Citing research done last year, smallbizmarketing.com reports 80% of small businesses use Facebook for marketing. Yet inc.com, also referencing 2017, reported that 62% of small business owners say Facebook ads don’t work.

Let me repeat: 62% say their Facebook ads don’t work. Another 20% of small businesses aren’t even trying.

What do successful Facebook advertisers know – the 18% – that the majority do not?

They know how to marry Facebook’s tools with good advertising campaigns written specifically for the nuances of Facebook.

Trite but true: Knowledge is power.

Who do you want your ads to reach?

We know the following about Facebooks’ current demographics, which you should slice and dice into smaller sub-groups to fit your target market:

Slightly more women use Facebook than men, 83% to 75%, according to sproutsocial.com. The geographical split is quite interesting with 81% of both urban and rural people being on Facebook compared to 77% of their suburban counterparts.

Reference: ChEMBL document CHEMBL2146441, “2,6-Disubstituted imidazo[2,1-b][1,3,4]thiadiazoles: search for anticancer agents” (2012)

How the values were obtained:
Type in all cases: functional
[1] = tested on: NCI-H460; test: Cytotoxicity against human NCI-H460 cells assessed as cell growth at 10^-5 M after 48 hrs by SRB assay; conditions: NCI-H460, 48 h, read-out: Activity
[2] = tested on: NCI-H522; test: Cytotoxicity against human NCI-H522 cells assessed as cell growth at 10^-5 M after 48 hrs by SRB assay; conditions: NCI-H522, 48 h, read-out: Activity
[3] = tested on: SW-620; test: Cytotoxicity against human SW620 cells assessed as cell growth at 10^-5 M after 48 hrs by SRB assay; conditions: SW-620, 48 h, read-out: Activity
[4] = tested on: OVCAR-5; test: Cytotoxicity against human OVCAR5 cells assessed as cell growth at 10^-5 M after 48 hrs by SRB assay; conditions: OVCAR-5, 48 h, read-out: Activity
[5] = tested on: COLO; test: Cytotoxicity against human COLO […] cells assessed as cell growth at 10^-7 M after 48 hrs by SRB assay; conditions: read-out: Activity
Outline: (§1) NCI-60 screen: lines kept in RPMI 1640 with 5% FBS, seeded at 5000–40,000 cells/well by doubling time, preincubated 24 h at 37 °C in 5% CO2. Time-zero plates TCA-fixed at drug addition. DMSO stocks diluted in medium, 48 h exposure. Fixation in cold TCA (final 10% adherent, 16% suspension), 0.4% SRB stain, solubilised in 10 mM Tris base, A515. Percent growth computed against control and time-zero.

The youngest Baby Boomers are now over 50 and the oldest are 70-ish. Facebook organizes their demographic age groupings a little differently, counting those ’65 and older’ as part of their smallest demographic group. But you can still use Facebook ads to reach an amazing 62% of these older consumers.

If the oldest users make the smallest demographic block on Facebook, there’s no surprise the youngest users, people within the ages 18 to 29 years and within 30 to 49 years, make up the largest two blocks. If these age groups reflect your idea customers, Facebook ads have the potential to reach 88% and 84% of them, respectively.

The bottom line for any small business owner is:
Facebook is the 600-lb gorilla within social media
Every advertising dollar must pay for itself and much more.
If an ad doesn’t produce leads or revenue, cut it or fix it quickly.
Good Facebook ads and ad campaigns differ from traditional ads and campaigns.